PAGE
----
Powell-up!After being on the move for a long time, not to mention jet-lagged, Roger was all Powell-ed up after attending a talk by the FED-chair.
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I have spent the past few days at the 60th annual meeting of the National Association for Business Economics (NABE). And while there where many interesting seminars and meetings, listening to FED chairman Jerome Powell was enlightening. It was clear that, by and large, he agrees with the current market mantra that the FED can keep on hiking for as long as the economy looks sturdy enough. He also agrees that the balance sheet policy is currently not an issue, but they will return to it during the course of 2019 (towards summer). He also agrees that while developments abroad in general, and in EMEs in particular, are worrisome, for the time being they constitute no reason for the FED to stop hiking.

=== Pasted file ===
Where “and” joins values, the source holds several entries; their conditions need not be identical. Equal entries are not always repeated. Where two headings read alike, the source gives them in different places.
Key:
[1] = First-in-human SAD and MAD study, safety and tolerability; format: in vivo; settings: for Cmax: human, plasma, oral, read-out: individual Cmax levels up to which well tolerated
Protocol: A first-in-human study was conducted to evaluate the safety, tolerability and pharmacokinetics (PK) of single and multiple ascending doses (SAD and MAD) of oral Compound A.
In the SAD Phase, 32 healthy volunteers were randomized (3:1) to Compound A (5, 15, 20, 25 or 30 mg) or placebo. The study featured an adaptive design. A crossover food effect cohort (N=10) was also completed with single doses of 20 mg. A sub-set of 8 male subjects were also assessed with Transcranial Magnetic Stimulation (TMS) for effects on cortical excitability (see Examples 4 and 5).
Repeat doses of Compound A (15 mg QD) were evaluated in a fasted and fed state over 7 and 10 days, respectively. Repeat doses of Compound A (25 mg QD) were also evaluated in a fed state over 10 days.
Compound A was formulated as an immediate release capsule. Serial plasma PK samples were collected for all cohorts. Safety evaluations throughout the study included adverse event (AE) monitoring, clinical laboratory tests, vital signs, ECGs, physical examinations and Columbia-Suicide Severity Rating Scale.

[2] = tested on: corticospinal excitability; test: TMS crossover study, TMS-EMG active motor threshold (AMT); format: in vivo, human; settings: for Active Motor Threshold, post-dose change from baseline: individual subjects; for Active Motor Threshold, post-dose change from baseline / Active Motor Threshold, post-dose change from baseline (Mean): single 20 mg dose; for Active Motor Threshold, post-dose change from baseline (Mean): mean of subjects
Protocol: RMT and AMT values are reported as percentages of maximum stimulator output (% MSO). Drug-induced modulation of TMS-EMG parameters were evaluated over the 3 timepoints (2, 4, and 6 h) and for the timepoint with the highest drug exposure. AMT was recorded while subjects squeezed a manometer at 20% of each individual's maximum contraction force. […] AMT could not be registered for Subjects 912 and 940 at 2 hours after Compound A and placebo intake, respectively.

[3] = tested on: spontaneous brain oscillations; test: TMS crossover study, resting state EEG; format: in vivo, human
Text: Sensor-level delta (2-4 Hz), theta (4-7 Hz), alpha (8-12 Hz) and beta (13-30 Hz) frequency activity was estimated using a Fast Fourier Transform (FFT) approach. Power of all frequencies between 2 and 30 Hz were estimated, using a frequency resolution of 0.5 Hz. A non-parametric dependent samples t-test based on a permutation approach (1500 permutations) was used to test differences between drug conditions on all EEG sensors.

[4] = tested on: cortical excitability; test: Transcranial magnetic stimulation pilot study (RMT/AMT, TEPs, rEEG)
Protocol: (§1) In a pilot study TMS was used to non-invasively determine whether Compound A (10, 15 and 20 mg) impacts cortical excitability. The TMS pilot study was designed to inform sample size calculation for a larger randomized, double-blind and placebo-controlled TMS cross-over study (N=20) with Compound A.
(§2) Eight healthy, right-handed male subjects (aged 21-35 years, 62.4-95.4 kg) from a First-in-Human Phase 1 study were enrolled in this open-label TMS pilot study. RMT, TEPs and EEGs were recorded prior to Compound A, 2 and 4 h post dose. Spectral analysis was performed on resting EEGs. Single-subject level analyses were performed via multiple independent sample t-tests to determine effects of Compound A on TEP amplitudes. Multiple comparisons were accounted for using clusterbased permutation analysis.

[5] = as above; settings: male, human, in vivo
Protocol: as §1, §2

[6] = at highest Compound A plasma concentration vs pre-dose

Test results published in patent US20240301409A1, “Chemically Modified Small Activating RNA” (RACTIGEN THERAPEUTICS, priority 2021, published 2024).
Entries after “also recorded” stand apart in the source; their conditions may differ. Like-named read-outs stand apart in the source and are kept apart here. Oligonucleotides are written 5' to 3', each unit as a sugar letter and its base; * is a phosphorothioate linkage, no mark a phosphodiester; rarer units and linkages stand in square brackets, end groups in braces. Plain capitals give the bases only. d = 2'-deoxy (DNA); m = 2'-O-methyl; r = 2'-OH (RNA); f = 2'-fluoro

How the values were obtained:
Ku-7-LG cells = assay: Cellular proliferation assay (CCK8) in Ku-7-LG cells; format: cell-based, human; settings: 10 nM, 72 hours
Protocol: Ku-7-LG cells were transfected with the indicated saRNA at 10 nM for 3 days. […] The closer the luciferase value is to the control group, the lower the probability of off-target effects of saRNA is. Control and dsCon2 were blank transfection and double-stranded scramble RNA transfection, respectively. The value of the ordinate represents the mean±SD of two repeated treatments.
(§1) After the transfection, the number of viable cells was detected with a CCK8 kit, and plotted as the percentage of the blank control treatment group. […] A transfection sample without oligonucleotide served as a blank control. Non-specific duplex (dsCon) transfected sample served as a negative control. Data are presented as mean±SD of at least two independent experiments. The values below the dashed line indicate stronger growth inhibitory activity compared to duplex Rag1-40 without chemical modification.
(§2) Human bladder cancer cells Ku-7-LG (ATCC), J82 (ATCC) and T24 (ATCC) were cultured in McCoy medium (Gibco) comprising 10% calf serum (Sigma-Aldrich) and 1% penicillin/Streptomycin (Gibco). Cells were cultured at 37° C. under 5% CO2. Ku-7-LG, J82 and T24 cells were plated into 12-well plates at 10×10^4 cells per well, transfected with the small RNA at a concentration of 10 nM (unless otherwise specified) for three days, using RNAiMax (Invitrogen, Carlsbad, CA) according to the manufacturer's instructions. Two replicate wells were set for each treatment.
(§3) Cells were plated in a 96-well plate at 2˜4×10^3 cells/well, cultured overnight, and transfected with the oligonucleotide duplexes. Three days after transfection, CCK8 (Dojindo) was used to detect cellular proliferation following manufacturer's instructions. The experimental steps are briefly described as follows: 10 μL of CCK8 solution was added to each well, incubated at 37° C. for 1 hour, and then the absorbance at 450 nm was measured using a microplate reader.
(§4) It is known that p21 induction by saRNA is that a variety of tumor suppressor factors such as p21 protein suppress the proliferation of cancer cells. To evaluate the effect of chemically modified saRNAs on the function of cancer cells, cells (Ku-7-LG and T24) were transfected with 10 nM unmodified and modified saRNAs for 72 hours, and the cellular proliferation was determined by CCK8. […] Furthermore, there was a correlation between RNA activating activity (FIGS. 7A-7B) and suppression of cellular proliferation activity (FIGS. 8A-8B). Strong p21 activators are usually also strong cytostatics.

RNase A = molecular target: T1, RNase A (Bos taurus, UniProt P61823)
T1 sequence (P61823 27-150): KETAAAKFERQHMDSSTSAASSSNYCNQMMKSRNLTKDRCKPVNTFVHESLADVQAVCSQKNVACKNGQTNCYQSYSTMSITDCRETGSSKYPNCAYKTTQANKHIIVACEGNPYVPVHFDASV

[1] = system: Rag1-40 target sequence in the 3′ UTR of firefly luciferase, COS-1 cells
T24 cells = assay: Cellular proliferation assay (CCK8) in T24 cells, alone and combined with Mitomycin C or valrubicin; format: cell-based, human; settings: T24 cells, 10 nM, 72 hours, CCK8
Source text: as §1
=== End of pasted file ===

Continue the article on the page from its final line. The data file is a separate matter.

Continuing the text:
What Powell offered was instead a list of focal points. Utilizing the simplest of Phillips curve frameworks, Powell touted the widely held opinion that the inflation targeting regime had made both slack and persistence less prominent:
And Powell interprets this, in particular the lower persistence, as a sign that the formation of inflation expectations has become more forward looking. Here, Powell and the FED, look at a host of inflation expectations measures:
That said, given the progress in normalization of the economy, Powell is clearly wanting to retract some of that pervasive “forward guidance” and make financial markets “think for themselves” again. Given the apparent changes to the Phillips curve, the FED is set (like the rest of us) to look at incoming information. And given the very strong labor markets, with growth in wages and incomes showing signs of life, a few candidates stand out as particularly important:
In addition, the unemployment rate is, per se, an important indicator of possibly rising upstream cost pressures but here we rely on both anecdotal and qualitative data such as NFIB, Beige book, etc.
Under any circumstances, to make Powell’s message abundantly clear, I think he should have put it bluntly: We – the FED – will hike until something breaks.
Ha! Little wonder then that it is the FED who has killed off more expansions than anyone or anything else.
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